1) Dartmouth has been trying to figure out why. One of the things this McAllen thing has made me think of is what is the value of the IRB. Doing some ethnographic field work as a "researcher" requires significant work to gain acceptance through the IRB. As a "reporter," the rules for things like deception are much more lax. I don't think a researcher could have even published this article. Honestly, I'm not sure what I think of this…obviously we don't want to cause harm with our research and one could easily argue that Dr. Gawande's article did "harm" to the physicians in Texas.

    2) In the Dartmouth Atlas, San Francisco is actually one of the lower utilizing regions. This begs the very difficult question: what is the right rate or utilization? There is no question that McAllen is overutilizing, but is San Francisco underutilizing? Honestly, I don't think so but it is worth considering…

  2. I wouldn’t go as far as agreeing with the infamous words of Gordon Gekko that “greed, for a lack of a better word, is good”, but medicine is what it is now a days, a business. Are physicians really “bad” or acting unethically when trying to maximize returns on an investment (in this case the investment is an average student debt of $139,517 after medical school)? Many people I know in the business community would think it is a sign of pathology not to choose the option with the greatest return. The problem then isn’t the physician. It isn’t even the health care industry, as they too have the same requirement to maximize profits. The problem is really the entire health care system and its current basic design that incentivizes this behavior. A system where the most profitable entities are those that are performing the most procedures, the most interventions, and the most “costly” of care.

  3. It seems there is little question that financial incentives influence the practice of medicine. The evidence for this is quite compelling, but the the physician community often seems to have difficulty acknowledging this.

    I wonder if part of the issue is framing. Specifically, it seems an implicit suggestion that is often made is that only bad people act in their financial self-interest. Because of this framing, physicians often get defensive when there is a suggestion that financial incentives could be influencing their clinical decision making, and this defensiveness shuts off discussion.

    The truth is that good people respond to financial incentives. It is normal human behavior. We do it when we are not even thinking about it. Much of the behavior is subconscious, and we will respond to financial incentives even if we try not to. The reason financial structures have such a big impact on our clinical treatment decisions is because physicians are normal people—even good well intentioned docs respond to financial incentives.

    It seems once we acknowledge this, it then becomes easier to have an open discussion about payment structures and financial incentives can be aligned to reform the health system in a way that works best for our patients.

  4. I couldn't agree more. Enough with the holier than thou attitude that physicians have where we think we have mastery over outside influence. Our mesolimbic system, which plays an integral role in motivation to perform behaviors, is no different than that of Wall Street bankers, or for that matter rats that are trained to press levers to get rewards. It took us decades to come to the conclusion that incentives brought to physicians by Big Pharma (dinners, vacations, research grants) actually are very effective tools in changing our prescribing behaviors. How long will it take for us to act on the fact that financial incentives that focus on procedures impact medical decision making, just as much as that vacation to Hawaii from Big Pharma.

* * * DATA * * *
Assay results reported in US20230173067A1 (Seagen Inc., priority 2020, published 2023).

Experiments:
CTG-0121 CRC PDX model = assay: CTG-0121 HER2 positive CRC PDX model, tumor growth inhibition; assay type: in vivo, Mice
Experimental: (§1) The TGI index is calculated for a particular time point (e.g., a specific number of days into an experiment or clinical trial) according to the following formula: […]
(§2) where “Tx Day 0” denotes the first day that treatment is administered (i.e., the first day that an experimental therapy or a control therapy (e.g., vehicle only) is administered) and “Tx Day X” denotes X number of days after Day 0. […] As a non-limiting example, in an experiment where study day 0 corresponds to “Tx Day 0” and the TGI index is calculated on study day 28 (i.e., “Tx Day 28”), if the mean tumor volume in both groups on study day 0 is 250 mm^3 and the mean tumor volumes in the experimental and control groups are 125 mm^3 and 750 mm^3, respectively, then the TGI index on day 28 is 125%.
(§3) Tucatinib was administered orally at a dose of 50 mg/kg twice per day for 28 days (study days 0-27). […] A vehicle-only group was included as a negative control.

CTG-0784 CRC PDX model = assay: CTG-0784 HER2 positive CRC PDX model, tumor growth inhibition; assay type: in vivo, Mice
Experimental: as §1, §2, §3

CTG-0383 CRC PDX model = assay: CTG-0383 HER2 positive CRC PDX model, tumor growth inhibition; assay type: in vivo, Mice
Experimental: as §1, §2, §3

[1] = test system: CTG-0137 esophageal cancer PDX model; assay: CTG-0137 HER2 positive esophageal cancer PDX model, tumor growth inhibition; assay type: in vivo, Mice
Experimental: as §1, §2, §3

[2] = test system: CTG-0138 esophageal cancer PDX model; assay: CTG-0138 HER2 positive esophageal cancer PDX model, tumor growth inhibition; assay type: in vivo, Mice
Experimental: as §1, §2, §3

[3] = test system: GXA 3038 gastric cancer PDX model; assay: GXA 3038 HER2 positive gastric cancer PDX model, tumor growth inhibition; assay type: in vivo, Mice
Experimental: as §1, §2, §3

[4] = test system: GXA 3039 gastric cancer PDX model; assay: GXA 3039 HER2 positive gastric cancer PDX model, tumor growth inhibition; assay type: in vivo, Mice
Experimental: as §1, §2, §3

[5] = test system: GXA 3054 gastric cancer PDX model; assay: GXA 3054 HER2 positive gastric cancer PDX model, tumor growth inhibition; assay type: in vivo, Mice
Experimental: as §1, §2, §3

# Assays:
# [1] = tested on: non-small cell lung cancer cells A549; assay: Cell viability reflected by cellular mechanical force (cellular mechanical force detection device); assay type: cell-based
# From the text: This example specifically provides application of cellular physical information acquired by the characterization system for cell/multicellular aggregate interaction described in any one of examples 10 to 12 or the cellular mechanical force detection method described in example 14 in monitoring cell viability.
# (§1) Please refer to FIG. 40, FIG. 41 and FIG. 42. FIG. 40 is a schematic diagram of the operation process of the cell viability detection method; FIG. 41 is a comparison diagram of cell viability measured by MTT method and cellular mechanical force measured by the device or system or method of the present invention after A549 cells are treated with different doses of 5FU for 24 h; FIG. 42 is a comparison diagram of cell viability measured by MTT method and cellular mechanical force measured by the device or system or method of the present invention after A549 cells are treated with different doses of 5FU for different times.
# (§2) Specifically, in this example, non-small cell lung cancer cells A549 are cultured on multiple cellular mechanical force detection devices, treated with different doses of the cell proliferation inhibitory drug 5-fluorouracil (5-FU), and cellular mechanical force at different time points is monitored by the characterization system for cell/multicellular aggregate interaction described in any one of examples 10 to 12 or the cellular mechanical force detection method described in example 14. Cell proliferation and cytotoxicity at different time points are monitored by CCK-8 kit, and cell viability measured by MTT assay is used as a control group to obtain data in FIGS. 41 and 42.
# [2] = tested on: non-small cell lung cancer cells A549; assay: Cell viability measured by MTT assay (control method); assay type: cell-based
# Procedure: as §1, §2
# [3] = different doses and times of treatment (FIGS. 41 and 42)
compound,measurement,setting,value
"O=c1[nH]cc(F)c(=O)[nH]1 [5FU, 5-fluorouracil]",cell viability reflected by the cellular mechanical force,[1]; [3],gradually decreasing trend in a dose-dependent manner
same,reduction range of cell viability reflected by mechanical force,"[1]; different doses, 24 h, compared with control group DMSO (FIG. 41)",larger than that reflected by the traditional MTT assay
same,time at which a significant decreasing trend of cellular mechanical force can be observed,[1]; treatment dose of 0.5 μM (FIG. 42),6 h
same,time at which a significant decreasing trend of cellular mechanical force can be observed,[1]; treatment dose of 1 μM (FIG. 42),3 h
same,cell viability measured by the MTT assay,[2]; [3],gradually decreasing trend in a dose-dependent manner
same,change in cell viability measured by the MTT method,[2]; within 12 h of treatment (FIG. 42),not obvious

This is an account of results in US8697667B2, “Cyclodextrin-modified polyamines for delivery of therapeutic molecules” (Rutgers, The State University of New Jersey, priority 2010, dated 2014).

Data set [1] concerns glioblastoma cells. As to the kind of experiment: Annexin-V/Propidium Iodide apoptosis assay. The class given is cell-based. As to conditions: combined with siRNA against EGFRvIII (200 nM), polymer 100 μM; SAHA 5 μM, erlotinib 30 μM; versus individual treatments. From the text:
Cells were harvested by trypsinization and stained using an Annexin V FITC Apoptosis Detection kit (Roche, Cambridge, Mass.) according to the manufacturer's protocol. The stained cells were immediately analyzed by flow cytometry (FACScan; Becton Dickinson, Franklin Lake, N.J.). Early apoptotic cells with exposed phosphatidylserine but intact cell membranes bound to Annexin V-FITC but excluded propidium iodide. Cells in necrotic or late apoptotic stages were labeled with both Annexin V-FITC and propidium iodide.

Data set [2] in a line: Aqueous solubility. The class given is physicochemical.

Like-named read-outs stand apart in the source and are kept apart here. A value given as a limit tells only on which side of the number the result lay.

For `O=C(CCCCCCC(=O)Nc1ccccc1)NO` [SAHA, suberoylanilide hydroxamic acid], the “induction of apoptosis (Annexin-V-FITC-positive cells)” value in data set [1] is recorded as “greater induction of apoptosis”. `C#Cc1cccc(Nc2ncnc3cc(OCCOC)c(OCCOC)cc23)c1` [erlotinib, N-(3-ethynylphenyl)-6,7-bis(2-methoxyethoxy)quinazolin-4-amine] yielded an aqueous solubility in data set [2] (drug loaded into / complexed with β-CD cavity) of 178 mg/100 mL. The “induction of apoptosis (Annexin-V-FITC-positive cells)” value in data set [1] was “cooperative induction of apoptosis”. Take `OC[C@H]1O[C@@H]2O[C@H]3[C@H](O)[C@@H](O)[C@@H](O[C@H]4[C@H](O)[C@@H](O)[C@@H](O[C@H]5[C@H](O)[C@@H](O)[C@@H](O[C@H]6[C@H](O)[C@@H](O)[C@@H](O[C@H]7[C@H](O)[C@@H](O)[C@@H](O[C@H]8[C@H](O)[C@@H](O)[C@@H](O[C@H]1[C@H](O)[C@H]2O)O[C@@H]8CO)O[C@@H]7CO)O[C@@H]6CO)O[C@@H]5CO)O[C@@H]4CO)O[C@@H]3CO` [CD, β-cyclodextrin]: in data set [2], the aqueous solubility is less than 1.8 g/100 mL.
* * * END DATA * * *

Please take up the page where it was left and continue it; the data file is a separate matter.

Of note, in studies of rats that have been trained to press a lever in order to obtain a reward, they will continue to press the lever until the reward is received or fatigue sets in. This doesn’t bode well for our current health care system.

  5. Dan, you're right that the Dartmouth folks are trying to figure out the why, I was being disingenuous. The advantage of the investigative reporting approach is clear. Gawande’s article may well be a lesson on the need for this kind of reporting in a time when newspapers and other periodicals face unprecedented financial pressures.

    Ken, I like the framing perspective – that all doctors respond to financial incentives as part of human nature. The defensiveness of many physician bloggers has been remarkable. I just read a post from a physician who said something like, “when will people start to realize I make decisions based not on my pocketbook but on the needs of the patient in front of me!” and several other posts refer to Gawande as the “Ivory tower doctor,” "singing Kumbaya," disconnected from the real world of private practice. The brilliant aspect of Gawande’s article was that he outlined what happens when the financial incentives clearly align with explicit physician goals, at the expense of the healthcare system and potential detriment to the patient (excess testing, procedures, intervention, false positives, etc). The unintended consequence was portraying what is really a systems issue as a moral failing on the part of a group of physicians. To be fair, he did explain his findings in the context of contrasting health care systems that incentivized physician billing on a fee-for-service basis and population level care. Still, I understand how some reacted defensively.